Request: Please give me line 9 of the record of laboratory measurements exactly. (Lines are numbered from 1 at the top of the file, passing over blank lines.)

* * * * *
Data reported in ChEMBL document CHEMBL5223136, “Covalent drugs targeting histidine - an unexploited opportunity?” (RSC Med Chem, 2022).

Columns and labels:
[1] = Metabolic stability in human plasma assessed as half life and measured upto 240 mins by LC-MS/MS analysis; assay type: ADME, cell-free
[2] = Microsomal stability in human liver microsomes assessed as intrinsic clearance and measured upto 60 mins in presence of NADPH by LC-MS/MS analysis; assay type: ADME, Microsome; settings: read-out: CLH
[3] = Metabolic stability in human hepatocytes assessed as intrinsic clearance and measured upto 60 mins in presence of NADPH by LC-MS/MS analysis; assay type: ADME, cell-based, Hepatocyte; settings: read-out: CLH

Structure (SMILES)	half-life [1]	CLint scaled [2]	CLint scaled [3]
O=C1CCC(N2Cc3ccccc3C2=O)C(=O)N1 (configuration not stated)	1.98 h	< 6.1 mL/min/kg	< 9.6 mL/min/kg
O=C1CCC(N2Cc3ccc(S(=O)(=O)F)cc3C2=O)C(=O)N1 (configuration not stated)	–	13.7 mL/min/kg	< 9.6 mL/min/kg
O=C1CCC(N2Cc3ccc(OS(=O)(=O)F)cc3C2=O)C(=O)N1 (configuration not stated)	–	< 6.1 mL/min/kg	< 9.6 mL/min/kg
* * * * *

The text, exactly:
O=C1CCC(N2Cc3ccc(OS(=O)(=O)F)cc3C2=O)C(=O)N1 (configuration not stated)	–	< 6.1 mL/min/kg	< 9.6 mL/min/kg